[M]uch of the literature on financialisation and consumer society stops at the realm of exchange without venturing into the wider capitalist relations of production and by extension, accumulation. This is the root of their explanatory weakness in grasping the origins of social transformation, the social power of money and the social reproduction of credit in neoliberal capitalism. A related issue in theorising finance as a separate entity from the social relations of production is the over-emphasis on finance and its tendencies toward greed-driven speculation, as the primary source of crises and immiseration in contemporary times. While financial speculation and predatory forms of consumer credit have played important and detrimental roles in destabilising societies and dispossessing hundreds of millions of people, there are deeper structural factors involved in neoliberal capitalism that have helped to legitimate, reproduce and stoke the dominance of interest-generating income over productive-based profit since the early 1980s.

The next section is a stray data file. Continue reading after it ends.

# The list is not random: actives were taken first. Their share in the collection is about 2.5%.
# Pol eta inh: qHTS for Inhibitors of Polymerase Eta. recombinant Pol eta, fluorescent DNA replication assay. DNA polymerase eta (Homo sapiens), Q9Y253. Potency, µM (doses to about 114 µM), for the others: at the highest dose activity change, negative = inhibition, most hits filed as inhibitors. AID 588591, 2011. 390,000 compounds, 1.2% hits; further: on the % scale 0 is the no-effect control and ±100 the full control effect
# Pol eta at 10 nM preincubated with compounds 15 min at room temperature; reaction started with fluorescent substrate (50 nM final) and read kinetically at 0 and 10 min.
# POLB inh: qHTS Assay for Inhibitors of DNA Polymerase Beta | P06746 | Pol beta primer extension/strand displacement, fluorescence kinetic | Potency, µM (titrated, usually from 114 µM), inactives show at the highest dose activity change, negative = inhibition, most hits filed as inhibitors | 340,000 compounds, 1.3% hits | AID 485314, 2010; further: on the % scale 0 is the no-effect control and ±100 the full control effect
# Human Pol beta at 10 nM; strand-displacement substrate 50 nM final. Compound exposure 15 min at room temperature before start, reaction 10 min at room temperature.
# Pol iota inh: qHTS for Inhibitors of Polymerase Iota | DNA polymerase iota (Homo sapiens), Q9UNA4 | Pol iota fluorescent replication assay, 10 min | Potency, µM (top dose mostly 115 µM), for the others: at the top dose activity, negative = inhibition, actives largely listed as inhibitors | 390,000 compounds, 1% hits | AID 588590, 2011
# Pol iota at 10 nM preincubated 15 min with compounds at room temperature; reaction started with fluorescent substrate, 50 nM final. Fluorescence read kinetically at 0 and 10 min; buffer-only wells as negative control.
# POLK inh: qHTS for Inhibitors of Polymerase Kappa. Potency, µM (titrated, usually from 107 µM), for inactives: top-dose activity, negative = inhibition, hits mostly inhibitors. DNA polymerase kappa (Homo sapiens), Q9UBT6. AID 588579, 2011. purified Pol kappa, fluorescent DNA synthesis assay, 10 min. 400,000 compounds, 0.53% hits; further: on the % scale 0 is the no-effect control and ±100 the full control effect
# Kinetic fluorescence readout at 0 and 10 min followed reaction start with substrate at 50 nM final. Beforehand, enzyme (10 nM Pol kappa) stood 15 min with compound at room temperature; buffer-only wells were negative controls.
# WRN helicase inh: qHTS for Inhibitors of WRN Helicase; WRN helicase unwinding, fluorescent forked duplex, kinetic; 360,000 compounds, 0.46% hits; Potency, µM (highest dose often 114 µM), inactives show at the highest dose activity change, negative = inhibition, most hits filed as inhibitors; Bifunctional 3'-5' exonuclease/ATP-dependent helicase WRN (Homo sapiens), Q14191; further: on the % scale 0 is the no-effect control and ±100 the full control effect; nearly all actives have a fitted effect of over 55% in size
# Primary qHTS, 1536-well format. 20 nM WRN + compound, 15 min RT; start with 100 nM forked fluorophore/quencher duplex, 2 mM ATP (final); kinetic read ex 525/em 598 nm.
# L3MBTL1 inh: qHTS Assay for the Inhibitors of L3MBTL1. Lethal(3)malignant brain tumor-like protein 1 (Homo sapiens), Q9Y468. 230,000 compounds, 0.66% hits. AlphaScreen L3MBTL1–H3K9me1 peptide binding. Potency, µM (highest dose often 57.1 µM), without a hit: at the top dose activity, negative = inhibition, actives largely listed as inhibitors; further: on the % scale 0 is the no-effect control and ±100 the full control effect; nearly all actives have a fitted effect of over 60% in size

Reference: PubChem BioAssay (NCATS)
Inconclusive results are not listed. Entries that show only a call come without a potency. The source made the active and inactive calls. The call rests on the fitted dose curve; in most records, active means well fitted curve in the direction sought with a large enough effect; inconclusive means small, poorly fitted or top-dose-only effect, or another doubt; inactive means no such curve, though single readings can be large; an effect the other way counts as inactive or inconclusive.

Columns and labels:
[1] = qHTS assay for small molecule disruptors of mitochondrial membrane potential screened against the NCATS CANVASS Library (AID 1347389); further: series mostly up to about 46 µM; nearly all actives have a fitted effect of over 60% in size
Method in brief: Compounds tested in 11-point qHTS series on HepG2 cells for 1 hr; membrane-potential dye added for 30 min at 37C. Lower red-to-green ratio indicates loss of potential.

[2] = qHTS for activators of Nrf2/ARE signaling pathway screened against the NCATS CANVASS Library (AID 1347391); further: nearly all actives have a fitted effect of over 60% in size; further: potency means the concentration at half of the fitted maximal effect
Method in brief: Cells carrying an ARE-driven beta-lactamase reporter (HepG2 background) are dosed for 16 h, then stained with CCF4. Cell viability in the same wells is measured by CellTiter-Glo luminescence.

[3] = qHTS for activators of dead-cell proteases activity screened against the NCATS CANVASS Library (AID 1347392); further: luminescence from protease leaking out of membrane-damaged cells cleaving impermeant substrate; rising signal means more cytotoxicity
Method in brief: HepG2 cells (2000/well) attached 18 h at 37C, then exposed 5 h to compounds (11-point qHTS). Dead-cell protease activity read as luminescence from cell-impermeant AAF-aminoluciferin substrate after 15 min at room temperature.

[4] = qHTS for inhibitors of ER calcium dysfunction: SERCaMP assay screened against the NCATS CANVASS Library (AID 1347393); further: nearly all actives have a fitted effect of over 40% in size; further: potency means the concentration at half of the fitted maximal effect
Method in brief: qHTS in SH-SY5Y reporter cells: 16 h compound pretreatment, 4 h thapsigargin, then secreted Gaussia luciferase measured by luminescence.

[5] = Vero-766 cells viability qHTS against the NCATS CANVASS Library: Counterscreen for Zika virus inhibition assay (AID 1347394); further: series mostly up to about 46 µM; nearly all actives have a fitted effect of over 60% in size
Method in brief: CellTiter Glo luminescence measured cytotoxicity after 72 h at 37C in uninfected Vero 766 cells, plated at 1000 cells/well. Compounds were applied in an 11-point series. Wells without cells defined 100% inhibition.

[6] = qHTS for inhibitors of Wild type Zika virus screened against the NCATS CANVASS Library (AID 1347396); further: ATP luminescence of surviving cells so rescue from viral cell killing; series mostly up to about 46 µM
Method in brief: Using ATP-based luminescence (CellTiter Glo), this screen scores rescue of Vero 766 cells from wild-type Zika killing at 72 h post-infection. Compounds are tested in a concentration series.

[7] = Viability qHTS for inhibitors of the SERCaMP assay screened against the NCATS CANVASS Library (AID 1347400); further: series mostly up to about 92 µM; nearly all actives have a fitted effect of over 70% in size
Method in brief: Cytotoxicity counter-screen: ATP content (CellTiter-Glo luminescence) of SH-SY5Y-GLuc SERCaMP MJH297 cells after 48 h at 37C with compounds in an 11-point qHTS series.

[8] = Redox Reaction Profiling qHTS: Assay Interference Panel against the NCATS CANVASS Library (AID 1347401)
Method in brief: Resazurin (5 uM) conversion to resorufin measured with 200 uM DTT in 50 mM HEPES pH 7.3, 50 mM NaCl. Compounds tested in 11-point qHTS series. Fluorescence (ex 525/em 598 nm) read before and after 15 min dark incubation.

In contrast, Soederberg’s own tripartite framework—which fuses Marxist theories of money, crisis and the state—invites the reader, following Marx, to leave the ‘noisy sphere’ of exchange and enter ‘into the hidden abode of production’. It is within these parameters that Soederberg conceptualises money, not as a ‘thing’ or a mere ‘commodity’, but as a specific commodity that serves to conceal exploitative class dynamics inherent in capitalist social relations of production.